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I am running multiple servers and have an issue when people Publish a post immediately after uploading a Featured image, the image is is not available on all server immediately.

I know that I can have everyone schedule posts BUT I would ideally like to simply insert a delay when the click on Publish of several minutes. Any ideas on how this might be accomplished would be super helpful.

  • Can you tell us more about your servers setup? Are you using a distributed filesystem? How are you mirroring your files to other servers? – kovshenin Jul 29 '15 at 17:12
  • I'm using Lsyncd to simply mirror servers behind a load balancer. I have wp-admin that connects to the master. Files are mirrored very quickly but we have 1M+ visitors a day which means that right after hitting the publish button, a certain amount of traffic is hitting a server other than the master. A couple of minutes delay is all I need to ensure that no one sees a missing image. – Joe Conlin Jul 29 '15 at 17:34
  • Perhaps you can make some sort of custom tailored solution using wp_insert_post_data and introduce some sort of delay. Of course that could lead to unexpected behavior with some server configs. My two cents: Even if you schedule the post for let's say 5 minutes later, you'll need to use the wp cron. Since wp cron is used with scheduled post why not just "edit" a bit the functionality of the publish button and make it do the same thing as the "Schedule a post" button? It will just add a fixed date instead of making the user to choose a date. – denis.stoyanov Jul 29 '15 at 18:31
  • I've just got an Idea. But it's again related with scheduled posts. using wp_insert_post_data you can manipulate the post's data prior to inserting it to the database (post_date). That way you can increment the publish date and it will be in fact a scheduled post. – denis.stoyanov Jul 29 '15 at 18:38
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I think that by adding a delay you're not really fixing the issue, you're simply hiding it, until you grow and add more media and servers, so lsyncd will take longer, and you'll have to increase your delay every time.

Also what about updating existing posts? People might add media items and update, or add more items to a gallery, you'll have to add delays on every save action, sounds very hacky, fragile and bad UX.

I can think of three approaches to fix the problem. First, you can proxy requests to wp-content/uploads to your "master" server if the requested file was not found on the target server. I think you can do this with try_files in nginx:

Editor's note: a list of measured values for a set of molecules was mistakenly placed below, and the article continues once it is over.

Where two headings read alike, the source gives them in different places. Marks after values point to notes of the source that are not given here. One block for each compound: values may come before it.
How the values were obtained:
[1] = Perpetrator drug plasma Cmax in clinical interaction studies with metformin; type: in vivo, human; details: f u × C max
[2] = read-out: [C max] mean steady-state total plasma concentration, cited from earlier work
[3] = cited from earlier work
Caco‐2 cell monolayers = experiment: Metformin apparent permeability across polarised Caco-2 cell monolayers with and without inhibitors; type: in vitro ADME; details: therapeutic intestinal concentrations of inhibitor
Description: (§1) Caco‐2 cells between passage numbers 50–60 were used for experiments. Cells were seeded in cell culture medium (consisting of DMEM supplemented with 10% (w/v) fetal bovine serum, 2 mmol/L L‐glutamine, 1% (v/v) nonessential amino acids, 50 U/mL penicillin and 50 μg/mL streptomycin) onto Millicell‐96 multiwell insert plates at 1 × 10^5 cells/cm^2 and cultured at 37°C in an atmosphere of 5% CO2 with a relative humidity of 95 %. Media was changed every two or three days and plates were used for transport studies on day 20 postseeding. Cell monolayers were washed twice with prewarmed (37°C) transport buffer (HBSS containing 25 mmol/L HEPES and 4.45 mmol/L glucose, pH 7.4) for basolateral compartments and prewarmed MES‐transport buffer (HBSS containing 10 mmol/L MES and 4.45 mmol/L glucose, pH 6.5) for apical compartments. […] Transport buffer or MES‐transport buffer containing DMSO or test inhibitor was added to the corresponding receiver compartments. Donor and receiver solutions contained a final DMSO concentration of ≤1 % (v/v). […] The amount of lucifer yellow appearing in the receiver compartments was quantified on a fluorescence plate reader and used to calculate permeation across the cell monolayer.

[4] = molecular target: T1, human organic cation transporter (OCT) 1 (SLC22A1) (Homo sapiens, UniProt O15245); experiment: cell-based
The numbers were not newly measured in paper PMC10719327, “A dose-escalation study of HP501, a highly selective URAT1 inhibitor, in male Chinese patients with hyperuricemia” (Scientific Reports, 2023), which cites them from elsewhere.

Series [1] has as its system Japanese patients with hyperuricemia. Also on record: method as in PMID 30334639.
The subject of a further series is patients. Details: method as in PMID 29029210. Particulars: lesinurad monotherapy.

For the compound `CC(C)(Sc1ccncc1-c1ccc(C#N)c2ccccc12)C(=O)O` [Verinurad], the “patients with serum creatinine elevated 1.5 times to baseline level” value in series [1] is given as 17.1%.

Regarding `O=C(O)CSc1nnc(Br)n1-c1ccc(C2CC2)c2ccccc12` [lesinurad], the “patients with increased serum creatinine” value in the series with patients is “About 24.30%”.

try_files $uri @proxy;
location @proxy {
    proxy_pass http://master:80;
}

This should work well with your current setup, and @proxy will kick in when replication with lsyncd hasn't finished yet.

The second approach would be to use a distributed filesystem, such as GlusterFS or Ceph. You can use them in an NFS-like fashion, i.e. mounted, readable and writable on several nodes at once, so you no longer have to have a "master" web server -- every one of them would be able to write to the filesystem.

Note, however, that doing lots of file IO on a mounted remote filesystem can very easily become a performance bottleneck (#31066 comes to mind) so make sure you have some kind of disk io caching and very low latency (same rack or same datacenter at least) between your web servers and the filesystem cluster.

Third option would be object storage, preferably with HTTP access, like Amazon S3. It'll require more heavy-lifting since now you'll have to move all your uploaded files to a remote destination (don't be fooled by s3fs, it's a can of worms) and you won't be able to easily do things locally, such as regenerate thumbnails, read EXIF data off of a local file, etc.

Now, to answer your original question. Instead of adding a delay I suggest you look into scheduling a post to be published, say 5 minutes from when the users hit the Publish button. For that I'd look into the transition_post_status action, watch for the draft => publish transition and change it to future with wp_insert_post().

Hope that helps!

  • Thanks for taking the time to post this answer. Currently, I have everyone scheduling posts a minimum of 5 min out, I just would like to have a more transparent solution. Switching to a distributed file system or even a CDN option isn't really a road I want to go down to solve this one issue. You solution in the last paragraph is the direction I'm heading. I'll post the exact code once I have it working. – Joe Conlin Jul 29 '15 at 19:59

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